This idea—that effort must be balanced by rest—could not be more different from Asian notions about study and work, of course.

Page Number: 254
Explanation and Analysis:

Before he begins to discuss the American education system, Gladwell contrasts two different sets of cultural values: one recognizably "Western," one recognizably Chinese. Perhaps it is a Western notion that work and rest must be balanced out (even the Bible says so!). In Chinese culture, by contrast, there's a much greater emphasis on hard work as an end, not just a means to an end. (This is a rather simplified argument, however, considering ideas like the "Protestant work ethic" and various Western cultures that emphasize leisure far more than America.)

In short, Gladwell is trying to explain differences between certain behaviors in Chinese and American society by citing the vast differences in Chinese and American culture. Culture, he argues, is an important factor in how people behave and how they interact with one another. The only way to fully understand academic success and failure across the world is to analyze cultural differences.

Schools work. The only problem with school, for the kids who aren’t achieving, is that there isn’t enough of it.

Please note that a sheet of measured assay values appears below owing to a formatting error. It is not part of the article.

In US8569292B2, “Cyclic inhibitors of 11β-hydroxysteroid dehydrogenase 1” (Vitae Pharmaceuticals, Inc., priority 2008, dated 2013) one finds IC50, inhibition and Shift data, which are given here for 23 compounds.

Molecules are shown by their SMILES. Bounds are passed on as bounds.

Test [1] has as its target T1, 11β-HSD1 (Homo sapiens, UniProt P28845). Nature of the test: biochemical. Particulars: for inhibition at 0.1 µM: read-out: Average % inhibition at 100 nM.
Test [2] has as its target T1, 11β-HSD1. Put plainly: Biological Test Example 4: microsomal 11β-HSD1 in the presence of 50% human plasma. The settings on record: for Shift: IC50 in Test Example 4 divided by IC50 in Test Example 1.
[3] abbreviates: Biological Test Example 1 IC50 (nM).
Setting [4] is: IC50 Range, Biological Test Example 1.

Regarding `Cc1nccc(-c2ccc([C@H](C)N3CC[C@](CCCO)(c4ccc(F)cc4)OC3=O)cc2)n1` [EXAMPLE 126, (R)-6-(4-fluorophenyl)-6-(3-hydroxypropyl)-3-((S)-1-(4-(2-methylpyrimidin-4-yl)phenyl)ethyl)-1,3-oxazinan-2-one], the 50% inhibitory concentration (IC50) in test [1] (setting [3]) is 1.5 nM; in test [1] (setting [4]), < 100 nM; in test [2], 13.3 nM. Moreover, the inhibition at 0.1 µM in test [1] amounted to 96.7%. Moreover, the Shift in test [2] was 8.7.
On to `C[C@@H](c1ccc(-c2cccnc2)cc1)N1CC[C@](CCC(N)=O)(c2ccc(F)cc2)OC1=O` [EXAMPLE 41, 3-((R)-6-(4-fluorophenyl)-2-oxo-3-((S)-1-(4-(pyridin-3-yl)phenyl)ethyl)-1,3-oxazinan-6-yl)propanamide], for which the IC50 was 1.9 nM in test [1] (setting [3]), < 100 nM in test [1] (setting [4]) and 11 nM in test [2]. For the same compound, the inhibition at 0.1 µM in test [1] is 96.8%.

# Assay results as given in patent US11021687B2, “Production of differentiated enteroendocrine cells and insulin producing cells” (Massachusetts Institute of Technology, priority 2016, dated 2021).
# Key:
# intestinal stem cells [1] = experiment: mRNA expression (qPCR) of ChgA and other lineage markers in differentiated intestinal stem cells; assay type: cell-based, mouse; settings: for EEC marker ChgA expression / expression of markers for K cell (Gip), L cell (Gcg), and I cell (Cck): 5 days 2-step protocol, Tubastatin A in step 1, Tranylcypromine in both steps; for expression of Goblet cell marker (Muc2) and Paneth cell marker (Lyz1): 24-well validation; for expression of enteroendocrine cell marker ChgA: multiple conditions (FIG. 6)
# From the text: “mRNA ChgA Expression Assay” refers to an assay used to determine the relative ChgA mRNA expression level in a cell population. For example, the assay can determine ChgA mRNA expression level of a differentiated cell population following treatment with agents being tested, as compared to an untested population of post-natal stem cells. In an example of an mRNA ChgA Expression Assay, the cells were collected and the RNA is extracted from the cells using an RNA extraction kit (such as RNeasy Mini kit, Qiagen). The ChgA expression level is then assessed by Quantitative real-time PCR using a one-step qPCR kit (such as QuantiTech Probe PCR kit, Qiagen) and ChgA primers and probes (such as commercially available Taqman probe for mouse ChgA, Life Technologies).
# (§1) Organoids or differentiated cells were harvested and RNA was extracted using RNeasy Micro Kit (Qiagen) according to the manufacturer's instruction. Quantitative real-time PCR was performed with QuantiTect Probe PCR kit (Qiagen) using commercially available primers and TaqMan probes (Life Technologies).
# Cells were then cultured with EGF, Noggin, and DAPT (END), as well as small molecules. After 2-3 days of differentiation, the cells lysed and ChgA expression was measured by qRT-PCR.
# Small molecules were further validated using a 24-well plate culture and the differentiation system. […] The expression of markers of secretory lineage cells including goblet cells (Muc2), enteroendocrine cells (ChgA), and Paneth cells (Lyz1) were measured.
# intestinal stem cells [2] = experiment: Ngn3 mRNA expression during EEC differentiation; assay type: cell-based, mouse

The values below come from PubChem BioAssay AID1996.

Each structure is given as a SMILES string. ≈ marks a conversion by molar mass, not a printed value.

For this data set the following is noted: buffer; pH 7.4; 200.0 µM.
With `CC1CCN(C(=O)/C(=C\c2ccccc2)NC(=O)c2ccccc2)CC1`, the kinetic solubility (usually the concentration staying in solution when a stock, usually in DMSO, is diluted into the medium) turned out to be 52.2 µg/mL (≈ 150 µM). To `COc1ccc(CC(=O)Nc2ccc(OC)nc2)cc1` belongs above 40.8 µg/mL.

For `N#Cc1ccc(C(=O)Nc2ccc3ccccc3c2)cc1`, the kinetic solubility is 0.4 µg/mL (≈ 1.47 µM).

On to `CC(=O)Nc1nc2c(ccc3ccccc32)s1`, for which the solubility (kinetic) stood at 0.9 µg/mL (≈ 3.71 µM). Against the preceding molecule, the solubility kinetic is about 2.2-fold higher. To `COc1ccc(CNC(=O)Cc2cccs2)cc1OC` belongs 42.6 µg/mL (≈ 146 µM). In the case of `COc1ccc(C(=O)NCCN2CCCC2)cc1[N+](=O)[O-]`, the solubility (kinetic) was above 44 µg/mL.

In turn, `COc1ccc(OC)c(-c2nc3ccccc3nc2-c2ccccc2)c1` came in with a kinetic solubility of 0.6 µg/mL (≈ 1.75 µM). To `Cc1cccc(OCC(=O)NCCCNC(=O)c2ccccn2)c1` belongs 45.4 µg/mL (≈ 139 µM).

Page Number: 259
Explanation and Analysis:

Gladwell uses statistical analysis to argue that the biggest problem with the American educational system is that summer vacation is too long. For middle- and upper-class families, summer vacation is an opportunity for children to gain useful skills: studying, joining sports teams, going to camp, etc.--things that usually require money and free time on the parents' part. For lower-class families, however, summer vacation is a time when many students regress. Without intellectual stimulation or access to clubs or teams, lower-class children fall behind their wealthier peers--a tragic decline that school is partly designed to reverse.

In all, Gladwell argues that school succeeds in its intended purpose: providing the equalizing force of education for students of all ages and economic brackets. But because of the length of summer vacation (a phenomenon that's basically unique to American kids), the gap between wealthy and poor students is higher than it needs to be.

Her community does not give her what she needs. So what does she have to do? Give up her evenings and weekends and friends—all the elements of her old world—and replace them with KIPP

Related Characters: Marita
Page Number: 266
Explanation and Analysis:

In this passage, Gladwell clarifies and qualifies some of his thoughts about how to achieve equality and success in American society. He praises schools like KIPP, which are designed to help students from low-income families by giving them year-round education. By going to school 12 months of the year, students gain an advantage over their wealthier peers, equalizing society somewhat.